In 1907 he held an experimental camp on Brownsea Island, Poole, Dorset, to try out his ideas. He brought together 20 boys, some from public schools and some from working class homes, and put them into camp under his leadership. The whole world now knows the results of that camp.

Scouting for Boys was published in 1908 in six fortnightly parts at 4d a copy. Sales of the book were enormous and boys soon formed themselves into Scout Patrols. What had been intended as a training aid for existing organizations became the handbook of a new and, ultimately, worldwide Movement. B.P.'s great understanding of young people obviously touched a fundamental chord both in this country and others. In September 1908, B-P set up an office to deal with enquiries pouring in about the Movement.

A web site dedicated to whistles, research and collecting whistles.


Whistle museum, A.Strauss All rights reseved please do not use any part of this web page without a written permission from the author.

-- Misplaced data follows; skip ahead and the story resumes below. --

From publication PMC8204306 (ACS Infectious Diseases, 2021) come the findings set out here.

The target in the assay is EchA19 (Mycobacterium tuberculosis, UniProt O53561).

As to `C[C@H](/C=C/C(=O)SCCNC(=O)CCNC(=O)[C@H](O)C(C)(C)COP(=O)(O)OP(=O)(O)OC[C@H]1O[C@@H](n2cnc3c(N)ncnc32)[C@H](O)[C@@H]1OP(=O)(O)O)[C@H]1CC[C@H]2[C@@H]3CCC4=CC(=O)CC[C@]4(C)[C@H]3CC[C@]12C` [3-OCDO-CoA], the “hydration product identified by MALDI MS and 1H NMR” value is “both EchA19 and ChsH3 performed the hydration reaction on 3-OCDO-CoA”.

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  • 4/1/2012 12:16 PM Adam wrote:

    How can I send you photos?
    I could not find any e-mail contacts on your site!


    Reply to this
  • 10/15/2012 5:49 PM heather Uwins wrote:
    I have inherited 2 whistles.

    underneath arrow pointing upwards
    with52 underneath

    Whistle Boy scout with Canada underneath Made in England
    are they rare what was happening in 1906 Are they of any value please
    Heather Uwins Can you help?
    Reply to this